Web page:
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HEART PALPITATIONS CONDITIONS THAT MAY REQUIRE HEART MONITORING

Understanding is the key to finding answers.

HEART PALPITATIONS

Heart palpitations are relatively common and usually a harmless condition in which the heart feels as if it is pounding, racing or fluttering.

Heart palpitations account for 16% of symptoms that cause patients to go to their primary care doctor, second only to chest pain as the reason patients seek a cardiology evaluation.1-3

While concerning, palpitations usually are harmless. However, in some cases they may indicate a more serious heart condition, like a heart rhythm disorder, that requires treatment.


WHAT CAUSES HEART PALPITATIONS?

symptoms

  • Rapid heartbeats
  • Fluttering heartbeats
  • Skipped heartbeats
  • Heartbeats that feel like they are pumping harder than normal

You might feel palpitations in your chest, throat or neck. They can occur while you’re at rest, exercising or going about your normal routine.

POSSIBLE CAUSES

  • Emotional responses such as anxiety, stress, panic or fear
  • Exercise
  • Fever
  • Hormone changes associated with pregnancy, menstruation or menopause
  • Certain medical conditions
  • Certain over-the-counter and prescription drugs
  • Caffeine and nicotine use
  • Diet pills
  • Illegal street drugs such as cocaine and amphetamines (speed)

Risk factors

  • Stress, anxiety or panic attacks
  • Medications that contain stimulants, like some cold or asthma drugs
  • Pregnancy
  • Overactive thyroid gland
  • Other heart issues

HEART MONITORING CAN UNLOCK THE ANSWER

If your doctor suspects that your heart palpitations are heart related, heart monitoring may be necessary.

Heart monitoring is used to either identify or rule out a heart rhythm disorder and to determine the right course of treatment.

Types of heart monitoring vary in terms of how long they can be used and how information is captured. Common types of heart monitoring systems include:

  • Holter Monitors
  • Event Recorders
  • Mobile Cardiac Telemetry Systems
  • Insertable Cardiac Monitoring Systems

TALK WITH YOUR DOCTOR

These talking points will help you remember important information related to your heart palpitations to share with your healthcare team.

Remember to Share:

  • A description of your symptoms (if applicable)
  • The number of episodes you’ve had in the past 2 years
  • What you were doing before you had symptoms
  • Any concerns you have (e.g., safety, your job, driving)
  • Any treatments you are receiving for your heart
  • If your family has a history of heart conditions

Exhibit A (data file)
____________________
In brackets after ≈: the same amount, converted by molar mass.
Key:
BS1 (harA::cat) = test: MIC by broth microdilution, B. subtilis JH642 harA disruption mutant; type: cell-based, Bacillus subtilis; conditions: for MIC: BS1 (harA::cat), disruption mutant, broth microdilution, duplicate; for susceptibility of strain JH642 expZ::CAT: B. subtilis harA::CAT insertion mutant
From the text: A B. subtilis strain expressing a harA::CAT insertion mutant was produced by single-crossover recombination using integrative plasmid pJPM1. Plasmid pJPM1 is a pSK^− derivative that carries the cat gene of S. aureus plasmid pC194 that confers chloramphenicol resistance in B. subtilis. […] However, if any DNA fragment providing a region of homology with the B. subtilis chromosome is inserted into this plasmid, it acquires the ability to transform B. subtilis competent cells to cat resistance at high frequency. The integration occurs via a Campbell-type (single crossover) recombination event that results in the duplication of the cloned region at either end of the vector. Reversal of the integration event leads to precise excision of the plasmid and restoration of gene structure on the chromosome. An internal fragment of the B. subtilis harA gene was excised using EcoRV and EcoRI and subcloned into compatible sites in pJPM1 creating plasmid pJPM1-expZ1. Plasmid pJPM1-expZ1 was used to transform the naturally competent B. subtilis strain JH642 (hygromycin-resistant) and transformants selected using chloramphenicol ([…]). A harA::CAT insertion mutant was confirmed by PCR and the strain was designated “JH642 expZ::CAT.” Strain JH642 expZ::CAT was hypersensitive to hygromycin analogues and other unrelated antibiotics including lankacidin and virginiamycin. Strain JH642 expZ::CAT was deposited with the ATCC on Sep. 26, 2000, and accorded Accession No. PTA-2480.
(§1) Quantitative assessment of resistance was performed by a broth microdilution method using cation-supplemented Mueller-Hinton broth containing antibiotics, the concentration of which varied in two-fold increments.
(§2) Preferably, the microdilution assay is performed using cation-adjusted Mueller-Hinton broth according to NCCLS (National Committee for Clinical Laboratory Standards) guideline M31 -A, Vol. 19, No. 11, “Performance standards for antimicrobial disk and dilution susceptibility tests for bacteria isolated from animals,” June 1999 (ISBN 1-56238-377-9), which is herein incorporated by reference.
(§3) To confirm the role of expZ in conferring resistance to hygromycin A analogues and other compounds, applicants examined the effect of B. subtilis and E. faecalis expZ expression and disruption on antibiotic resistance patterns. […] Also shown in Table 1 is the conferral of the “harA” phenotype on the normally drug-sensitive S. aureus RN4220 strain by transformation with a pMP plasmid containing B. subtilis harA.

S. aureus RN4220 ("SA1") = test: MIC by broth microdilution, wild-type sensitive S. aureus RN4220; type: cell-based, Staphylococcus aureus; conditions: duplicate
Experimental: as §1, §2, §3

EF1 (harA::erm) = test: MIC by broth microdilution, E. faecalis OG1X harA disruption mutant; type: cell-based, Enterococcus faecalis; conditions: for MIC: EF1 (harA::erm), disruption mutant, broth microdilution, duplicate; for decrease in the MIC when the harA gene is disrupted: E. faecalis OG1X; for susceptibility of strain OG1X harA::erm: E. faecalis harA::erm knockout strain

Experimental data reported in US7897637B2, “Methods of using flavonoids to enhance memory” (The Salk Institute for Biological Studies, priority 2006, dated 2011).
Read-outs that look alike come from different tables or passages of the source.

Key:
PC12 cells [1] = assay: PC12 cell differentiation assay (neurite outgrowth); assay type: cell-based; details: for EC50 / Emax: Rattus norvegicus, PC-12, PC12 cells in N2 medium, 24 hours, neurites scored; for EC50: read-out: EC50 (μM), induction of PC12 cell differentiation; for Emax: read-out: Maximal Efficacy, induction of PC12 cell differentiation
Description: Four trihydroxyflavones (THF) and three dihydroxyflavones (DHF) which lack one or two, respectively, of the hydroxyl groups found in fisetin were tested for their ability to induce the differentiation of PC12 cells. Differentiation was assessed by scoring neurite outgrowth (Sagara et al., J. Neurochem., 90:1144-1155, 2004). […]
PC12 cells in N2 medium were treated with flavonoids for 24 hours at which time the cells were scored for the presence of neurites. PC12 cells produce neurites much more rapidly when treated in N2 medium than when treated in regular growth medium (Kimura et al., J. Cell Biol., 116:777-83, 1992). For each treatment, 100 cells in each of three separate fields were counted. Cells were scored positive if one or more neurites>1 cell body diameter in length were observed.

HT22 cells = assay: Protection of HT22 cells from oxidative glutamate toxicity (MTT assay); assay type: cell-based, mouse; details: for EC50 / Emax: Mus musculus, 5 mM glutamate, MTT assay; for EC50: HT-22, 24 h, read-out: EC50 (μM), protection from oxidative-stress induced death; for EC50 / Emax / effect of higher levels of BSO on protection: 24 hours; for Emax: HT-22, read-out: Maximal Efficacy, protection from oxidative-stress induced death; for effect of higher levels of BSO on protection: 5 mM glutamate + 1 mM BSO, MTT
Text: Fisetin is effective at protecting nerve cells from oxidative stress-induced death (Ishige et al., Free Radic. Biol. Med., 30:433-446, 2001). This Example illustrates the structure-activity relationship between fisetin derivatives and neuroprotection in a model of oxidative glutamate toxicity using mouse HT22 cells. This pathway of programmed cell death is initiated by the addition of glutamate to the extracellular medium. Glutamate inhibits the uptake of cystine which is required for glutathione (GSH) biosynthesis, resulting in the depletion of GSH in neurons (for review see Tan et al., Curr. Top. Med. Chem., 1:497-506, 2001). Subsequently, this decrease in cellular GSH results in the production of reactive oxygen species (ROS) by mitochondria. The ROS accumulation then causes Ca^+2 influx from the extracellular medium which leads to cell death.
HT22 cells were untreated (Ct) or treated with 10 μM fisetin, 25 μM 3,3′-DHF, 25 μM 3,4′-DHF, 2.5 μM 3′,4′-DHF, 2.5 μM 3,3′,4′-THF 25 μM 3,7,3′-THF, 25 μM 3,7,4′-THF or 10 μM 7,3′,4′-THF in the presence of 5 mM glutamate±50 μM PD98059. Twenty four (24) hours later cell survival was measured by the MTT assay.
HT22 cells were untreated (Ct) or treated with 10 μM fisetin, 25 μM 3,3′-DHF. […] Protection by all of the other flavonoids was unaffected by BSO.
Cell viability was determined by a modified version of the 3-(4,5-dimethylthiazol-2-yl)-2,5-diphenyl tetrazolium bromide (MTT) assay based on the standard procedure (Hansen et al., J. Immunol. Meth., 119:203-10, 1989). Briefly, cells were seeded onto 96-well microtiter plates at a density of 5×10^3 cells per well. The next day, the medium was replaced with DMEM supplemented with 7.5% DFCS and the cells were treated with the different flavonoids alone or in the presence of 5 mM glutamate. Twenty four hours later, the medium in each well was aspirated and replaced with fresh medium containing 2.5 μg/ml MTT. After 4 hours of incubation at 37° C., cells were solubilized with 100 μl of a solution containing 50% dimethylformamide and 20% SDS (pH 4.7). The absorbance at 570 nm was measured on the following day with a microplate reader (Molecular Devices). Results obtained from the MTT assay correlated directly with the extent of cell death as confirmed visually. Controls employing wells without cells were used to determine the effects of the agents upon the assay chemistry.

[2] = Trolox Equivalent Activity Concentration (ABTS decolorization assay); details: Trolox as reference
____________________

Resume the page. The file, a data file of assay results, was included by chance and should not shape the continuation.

• How your symptoms are affecting your home and work life

Remember to Ask:

  • How will you determine what is causing my heart palpitations?
  • What tests will you perform?
  • Would long-term monitoring with an insertable cardiac monitor lead to a faster diagnosis?
  • What should I do when I experience heart palpitations?
  • Should I be concerned about my heart palpitations?
  • Will I need treatment? If so, what kind of treatment? What other alternatives are there?
  • Do I need to restrict any activities?
  • Is it safe for me to exercise and go about my other daily activities?
  • Should I see a specialist?

TREATMENT OPTIONS

In most cases, no treatment will be needed. Other times, heart palpitations are treated with lifestyle changes or medication.

Lifestyle Changes

To help control heart palpitations, simple lifestyle changes can be implemented:

  • Reduce your anxiety level with deep breathing or relaxation exercise such as yoga or tai chi
  • Limit alcohol
  • Limit caffeine
  • Avoid smoking and tobacco products
  • Exercise regularly
  • Avoid activities and medications that seem to trigger the palpitations
  • Avoid illegal drugs

Medications

Your healthcare team may decide that your heart palpitations can be controlled with medication or by making changes to your current medication. After determining the cause of your palpitations, your doctor can prescribe the appropriate medication.


1

Mayou R. Chest pain, palpitations and panic. J Psychosom Res. 1998;44:53-70.

2

Kroenke K, Arringon ME, Mangelsdroff AD. The prevalence of symptoms in medical outpatients and the adequacy of therapy. Arch Intern Med. 1990;150:1685-9.

3

Knudson MP. The natural history of palpitations in a family practice. J Fam Pract.1987;24:357-60.